Prediction of molecular-dynamics simulation results using feedforward neural networks: reaction of a C2 dimer with an activated diamond (100) surface.
ABSTRACT A new approach involving neural networks combined with molecular dynamics has been used for the determination of reaction probabilities as a function of various input parameters for the reactions associated with the chemical-vapor deposition of carbon dimers on a diamond (100) surface. The data generated by the simulations have been used to train and test neural networks. The probabilities of chemisorption, scattering, and desorption as a function of input parameters, such as rotational energy, translational energy, and direction of the incident velocity vector of the carbon dimer, have been considered. The very good agreement obtained between the predictions of neural networks and those provided by molecular dynamics and the fact that, after training the network, the determination of the interpolated probabilities as a function of various input parameters involves only the evaluation of simple analytical expressions rather than computationally intensive algorithms show that neural networks are extremely powerful tools for interpolating the probabilities and rates of chemical reactions. We also find that a neural network fits the underlying trends in the data rather than the statistical variations present in the molecular-dynamics results. Consequently, neural networks can also provide a computationally convenient means of averaging the statistical variations inherent in molecular-dynamics calculations. In the present case the application of this method is found to reduce the statistical uncertainty in the molecular-dynamics results by about a factor of 3.5.
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ABSTRACT: The adsorption of molecular hydrogen on sulfur- and chlorine-covered Pd(100) in a (2 × 2) geometry is studied by ab initio molecular dynamics simulations. The potential energy surfaces of H2/S(2 × 2)/Pd(100) and H2/Cl(2 × 2)/Pd(100) are rather similar. Consequently, also the dependence of the sticking probability on incident kinetic energy, angle of incidence and internal excitations are very close. For H2/S(2 × 2)/Pd(100), previous results obtained on an interpolated ab initio potential energy surface are confirmed, except for the dependence of the sticking probability on the initial rotational state which exhibits a surprising rotational enhancement. Discrepancies with respect to the experiment which remain are discussed. In the simulations, several subsurface penetration events have been found, preferentially close to the sulfur or chlorine adatoms, respectively. This is explained by lower barriers caused by the destabilization of hydrogen adsorption close to the repulsive adatoms.Surface Science 02/2013; 608:249–254. DOI:10.1016/j.susc.2012.10.015 · 1.87 Impact Factor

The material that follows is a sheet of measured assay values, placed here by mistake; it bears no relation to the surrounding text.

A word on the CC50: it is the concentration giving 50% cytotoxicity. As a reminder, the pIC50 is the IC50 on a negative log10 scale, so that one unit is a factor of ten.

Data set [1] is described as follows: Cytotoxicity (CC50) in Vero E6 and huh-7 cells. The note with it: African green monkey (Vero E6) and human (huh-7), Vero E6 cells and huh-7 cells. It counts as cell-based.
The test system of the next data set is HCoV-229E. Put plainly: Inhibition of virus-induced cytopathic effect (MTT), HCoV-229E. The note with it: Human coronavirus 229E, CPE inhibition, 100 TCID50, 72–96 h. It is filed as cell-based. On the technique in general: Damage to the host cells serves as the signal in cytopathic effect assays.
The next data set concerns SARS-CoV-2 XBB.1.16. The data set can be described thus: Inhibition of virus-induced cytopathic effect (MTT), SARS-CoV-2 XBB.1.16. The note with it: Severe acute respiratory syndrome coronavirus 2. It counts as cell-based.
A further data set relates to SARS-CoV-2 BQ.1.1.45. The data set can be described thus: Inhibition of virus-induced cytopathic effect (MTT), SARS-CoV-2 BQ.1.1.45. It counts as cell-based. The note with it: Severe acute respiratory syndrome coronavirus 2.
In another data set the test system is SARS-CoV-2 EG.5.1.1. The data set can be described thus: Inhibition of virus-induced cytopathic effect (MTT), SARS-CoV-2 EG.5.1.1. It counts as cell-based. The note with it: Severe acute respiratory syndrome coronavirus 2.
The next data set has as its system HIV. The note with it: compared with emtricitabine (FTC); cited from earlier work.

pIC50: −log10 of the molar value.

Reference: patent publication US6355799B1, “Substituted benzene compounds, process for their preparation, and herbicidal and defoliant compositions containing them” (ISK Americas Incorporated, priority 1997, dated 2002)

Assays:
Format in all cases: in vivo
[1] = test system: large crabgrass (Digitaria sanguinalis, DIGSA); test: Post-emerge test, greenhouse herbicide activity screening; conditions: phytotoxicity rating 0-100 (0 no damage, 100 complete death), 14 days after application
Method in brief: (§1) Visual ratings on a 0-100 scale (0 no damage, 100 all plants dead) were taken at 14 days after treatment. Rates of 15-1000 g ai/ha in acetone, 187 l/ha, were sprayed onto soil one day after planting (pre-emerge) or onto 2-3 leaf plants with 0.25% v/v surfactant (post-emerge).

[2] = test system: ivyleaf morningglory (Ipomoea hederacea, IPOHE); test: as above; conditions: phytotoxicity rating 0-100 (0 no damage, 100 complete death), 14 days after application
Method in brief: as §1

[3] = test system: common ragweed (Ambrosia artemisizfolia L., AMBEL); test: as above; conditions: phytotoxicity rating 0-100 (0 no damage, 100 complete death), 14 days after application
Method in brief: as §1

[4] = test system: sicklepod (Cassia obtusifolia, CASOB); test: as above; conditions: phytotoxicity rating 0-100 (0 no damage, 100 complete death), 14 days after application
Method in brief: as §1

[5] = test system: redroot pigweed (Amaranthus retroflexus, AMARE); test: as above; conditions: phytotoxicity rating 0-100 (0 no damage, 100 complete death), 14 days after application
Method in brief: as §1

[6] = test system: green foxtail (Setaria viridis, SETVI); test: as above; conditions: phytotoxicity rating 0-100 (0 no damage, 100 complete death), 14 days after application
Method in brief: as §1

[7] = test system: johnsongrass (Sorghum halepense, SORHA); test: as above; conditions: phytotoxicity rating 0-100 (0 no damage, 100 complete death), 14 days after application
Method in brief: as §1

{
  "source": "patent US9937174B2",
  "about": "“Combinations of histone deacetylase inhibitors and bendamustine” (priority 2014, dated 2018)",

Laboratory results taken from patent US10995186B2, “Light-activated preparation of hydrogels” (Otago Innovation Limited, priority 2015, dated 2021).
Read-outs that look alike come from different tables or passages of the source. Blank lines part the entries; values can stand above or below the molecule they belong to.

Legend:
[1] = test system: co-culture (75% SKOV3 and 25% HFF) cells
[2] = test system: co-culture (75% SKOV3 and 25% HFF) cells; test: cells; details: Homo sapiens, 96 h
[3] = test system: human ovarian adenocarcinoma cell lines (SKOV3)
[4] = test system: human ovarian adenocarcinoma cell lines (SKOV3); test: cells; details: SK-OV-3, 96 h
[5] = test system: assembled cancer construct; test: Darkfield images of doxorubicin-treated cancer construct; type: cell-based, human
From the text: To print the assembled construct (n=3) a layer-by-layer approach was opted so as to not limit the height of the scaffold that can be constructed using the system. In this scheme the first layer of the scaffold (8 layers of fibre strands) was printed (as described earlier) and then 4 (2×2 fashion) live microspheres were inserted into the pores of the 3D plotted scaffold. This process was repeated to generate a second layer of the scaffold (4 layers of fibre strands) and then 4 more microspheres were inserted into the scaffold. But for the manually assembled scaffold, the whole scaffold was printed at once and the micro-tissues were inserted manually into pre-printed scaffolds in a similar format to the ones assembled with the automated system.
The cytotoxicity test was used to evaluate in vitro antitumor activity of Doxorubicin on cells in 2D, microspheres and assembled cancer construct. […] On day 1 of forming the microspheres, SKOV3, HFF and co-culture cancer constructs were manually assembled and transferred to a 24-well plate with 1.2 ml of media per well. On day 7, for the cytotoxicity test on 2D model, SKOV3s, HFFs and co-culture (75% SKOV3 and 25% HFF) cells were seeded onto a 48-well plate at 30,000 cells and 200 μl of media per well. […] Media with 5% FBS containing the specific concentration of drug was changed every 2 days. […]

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ABSTRACT: Ab initio molecular dynamics (AIMD) simulations represent a versatile tool to study dynam-ical processes of molecules, solids and/or surfaces as will be demonstrated focusing on the adsorption dynamics of molecules on nanostructured surfaces such as precovered or stepped surfaces. Performing AIMD simulations corresponds to unbiased computer experiments allow-ing the identification of mechanistic processes whose sequence is sometimes unexpected. This will be illustrated using the H 2 adsorption on a precovered surface without any dimer vacancies as an example. In addition, first results related to the adsorption of molecular oxygen on stepped platinum surfaces will be presented.